Communicating Unreality: Modern Media and the Reconstruction of Reality / Edition 1

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Overview

Reviewing the images and meanings of the mass-mediated world, Gabriel Weimann examines the symbolic environment, where reality and fiction are almost inseparable. Through discussion of mass-mediated images of people, cultures, war, love, sex, death, community, and identity, he demonstrates that there is often a large gap between reality and the reconstruction of "realities" as communicated by the mass media.

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Editorial Reviews

Everett M. Rodgers
"Clearly written and interesting to read, this book makes good use of the history of famous studies and scholars, covers the waterfront of mass communication topics, and is backed up by a large number of references. . . I would use this text in my Sociology of Mass Communication course."
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Product Details

  • ISBN-13: 9780761919865
  • Publisher: SAGE Publications
  • Publication date: 10/14/1999
  • Edition description: New Edition
  • Edition number: 1
  • Pages: 456
  • Product dimensions: 6.00 (w) x 9.00 (h) x 1.02 (d)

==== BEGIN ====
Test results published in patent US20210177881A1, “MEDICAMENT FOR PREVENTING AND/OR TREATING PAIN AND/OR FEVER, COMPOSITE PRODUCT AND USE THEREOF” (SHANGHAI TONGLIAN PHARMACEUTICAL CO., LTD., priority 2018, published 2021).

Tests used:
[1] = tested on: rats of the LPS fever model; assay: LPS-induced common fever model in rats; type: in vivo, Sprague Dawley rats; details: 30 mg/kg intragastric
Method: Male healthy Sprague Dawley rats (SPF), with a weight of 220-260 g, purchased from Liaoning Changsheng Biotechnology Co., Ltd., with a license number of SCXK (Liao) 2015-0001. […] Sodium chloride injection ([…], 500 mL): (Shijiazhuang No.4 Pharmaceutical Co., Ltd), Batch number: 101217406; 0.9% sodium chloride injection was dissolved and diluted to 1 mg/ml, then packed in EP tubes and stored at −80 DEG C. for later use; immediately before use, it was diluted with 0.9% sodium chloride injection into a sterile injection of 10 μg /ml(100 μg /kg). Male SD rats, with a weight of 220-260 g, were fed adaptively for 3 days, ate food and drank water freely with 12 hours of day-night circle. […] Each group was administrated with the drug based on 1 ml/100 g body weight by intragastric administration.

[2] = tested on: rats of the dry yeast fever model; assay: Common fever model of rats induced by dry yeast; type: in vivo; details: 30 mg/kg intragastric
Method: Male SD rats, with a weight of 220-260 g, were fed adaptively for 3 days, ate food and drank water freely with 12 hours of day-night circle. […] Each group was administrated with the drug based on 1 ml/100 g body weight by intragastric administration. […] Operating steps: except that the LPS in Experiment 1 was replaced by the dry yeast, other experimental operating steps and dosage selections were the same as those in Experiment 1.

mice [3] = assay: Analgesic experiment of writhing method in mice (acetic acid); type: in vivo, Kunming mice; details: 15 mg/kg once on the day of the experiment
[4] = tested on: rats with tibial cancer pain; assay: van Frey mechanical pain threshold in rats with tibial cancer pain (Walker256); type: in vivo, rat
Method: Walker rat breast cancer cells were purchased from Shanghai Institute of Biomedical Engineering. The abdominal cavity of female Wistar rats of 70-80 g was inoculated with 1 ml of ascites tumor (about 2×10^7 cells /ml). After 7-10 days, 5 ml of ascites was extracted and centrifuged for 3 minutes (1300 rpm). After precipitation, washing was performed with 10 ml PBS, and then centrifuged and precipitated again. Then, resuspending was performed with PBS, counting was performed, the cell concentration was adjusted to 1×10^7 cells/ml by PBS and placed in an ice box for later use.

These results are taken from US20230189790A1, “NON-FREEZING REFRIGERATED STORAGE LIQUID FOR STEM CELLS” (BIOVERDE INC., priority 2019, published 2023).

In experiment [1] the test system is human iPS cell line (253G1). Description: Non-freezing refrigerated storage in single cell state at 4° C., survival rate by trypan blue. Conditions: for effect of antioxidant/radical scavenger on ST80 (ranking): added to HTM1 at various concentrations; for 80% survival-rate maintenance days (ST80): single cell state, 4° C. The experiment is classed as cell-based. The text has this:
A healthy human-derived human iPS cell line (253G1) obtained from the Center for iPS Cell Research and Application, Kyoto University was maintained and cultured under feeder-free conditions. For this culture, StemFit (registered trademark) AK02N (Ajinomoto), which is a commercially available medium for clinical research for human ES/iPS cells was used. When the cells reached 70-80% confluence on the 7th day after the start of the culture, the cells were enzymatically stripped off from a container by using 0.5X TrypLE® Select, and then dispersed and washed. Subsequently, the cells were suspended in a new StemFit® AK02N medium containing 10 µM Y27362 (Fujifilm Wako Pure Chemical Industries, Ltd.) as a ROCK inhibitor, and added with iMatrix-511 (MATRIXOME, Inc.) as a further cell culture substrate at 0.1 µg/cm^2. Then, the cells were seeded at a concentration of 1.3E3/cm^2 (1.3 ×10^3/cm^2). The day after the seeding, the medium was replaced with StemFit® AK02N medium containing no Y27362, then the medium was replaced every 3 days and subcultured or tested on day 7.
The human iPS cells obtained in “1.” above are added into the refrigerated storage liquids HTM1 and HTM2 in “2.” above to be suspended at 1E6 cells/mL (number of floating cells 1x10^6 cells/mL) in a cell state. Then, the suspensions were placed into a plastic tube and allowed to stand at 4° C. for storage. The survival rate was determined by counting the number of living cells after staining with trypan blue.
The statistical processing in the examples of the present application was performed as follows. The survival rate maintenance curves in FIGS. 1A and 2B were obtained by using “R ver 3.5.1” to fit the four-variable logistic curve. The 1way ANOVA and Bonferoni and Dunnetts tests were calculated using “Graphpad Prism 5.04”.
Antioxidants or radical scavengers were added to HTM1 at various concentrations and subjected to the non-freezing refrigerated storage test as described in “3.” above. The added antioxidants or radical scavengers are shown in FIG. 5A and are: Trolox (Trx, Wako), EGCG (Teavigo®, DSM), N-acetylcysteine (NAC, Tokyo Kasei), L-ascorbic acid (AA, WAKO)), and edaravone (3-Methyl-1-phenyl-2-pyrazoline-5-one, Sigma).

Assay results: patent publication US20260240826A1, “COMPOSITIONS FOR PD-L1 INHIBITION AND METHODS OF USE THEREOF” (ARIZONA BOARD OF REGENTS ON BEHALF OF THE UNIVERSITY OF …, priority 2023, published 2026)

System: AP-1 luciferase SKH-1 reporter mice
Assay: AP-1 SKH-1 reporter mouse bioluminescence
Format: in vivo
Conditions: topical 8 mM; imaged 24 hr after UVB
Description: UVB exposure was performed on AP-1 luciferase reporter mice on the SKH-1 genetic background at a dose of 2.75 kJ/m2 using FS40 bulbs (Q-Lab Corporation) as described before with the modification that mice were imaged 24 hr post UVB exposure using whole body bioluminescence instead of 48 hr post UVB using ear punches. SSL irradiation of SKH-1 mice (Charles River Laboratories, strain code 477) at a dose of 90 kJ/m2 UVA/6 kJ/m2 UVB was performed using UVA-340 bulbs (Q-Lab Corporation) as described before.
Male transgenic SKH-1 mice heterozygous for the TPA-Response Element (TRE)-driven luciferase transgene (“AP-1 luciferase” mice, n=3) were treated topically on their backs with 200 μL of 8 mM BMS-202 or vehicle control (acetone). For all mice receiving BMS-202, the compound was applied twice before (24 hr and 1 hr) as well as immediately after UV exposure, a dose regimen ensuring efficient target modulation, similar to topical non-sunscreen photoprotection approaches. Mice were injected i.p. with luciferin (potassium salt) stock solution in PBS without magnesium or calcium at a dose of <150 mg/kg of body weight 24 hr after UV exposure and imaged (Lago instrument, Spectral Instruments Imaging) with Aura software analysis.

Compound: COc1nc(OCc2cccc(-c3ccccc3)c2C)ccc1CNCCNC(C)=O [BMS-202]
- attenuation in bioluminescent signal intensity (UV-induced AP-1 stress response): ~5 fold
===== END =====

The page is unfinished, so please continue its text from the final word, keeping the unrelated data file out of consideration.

Meet the Author

Gabriel Weimann is a Full Professor of Communication at the Department of Communication at Haifa University, Israel. His research interests include the study of media effects, political campaigns, persuasion and influence, media and public opinion, modern terrorism and the mass media. He published six books: Communicating Unreality (Los Angeles: Sage Publications, 2000); The Influentials: People Who Influence People (State University of New York Press, 1995); The Theater of Terror (New York: Longman, 1994); Hate on Trial (Toronto: Mosaic, 1986); and The Singaporean Enigma (Jerusalem: Tzivonim, 2001) and Terror On the Internet (Washington, DC: USIP Press, 2007). His papers and research reports, more than 120 publications, have been published in scientific journals and books. He received numerous grants and awards from international foundations and was a Visiting Professor at various universities including University of Pennsylvania, Stanford University, Hofstra University, Lehigh University (USA), University of Mainz (Germany), Carleton University (Canada) and the National University of Singapore.

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Table of Contents

Preface
PART ONE: THE RECONSTRUCTION OF REALITY
Living in a Mediated World
The Debate Over Media Effects
Cultivation and Mainstreaming
The Psychology of Cultivation
PART TWO: MEDIATED REALITIES
The Mean and Scary World
Sex and Sexuality
Death and Suicide
The World According to MTV
Portrayal of Groups
Images of America
The Unreal War
PART THREE: CONCLUSIONS
Virtual Reality:
Virtual or Real?
Communicating Unreality

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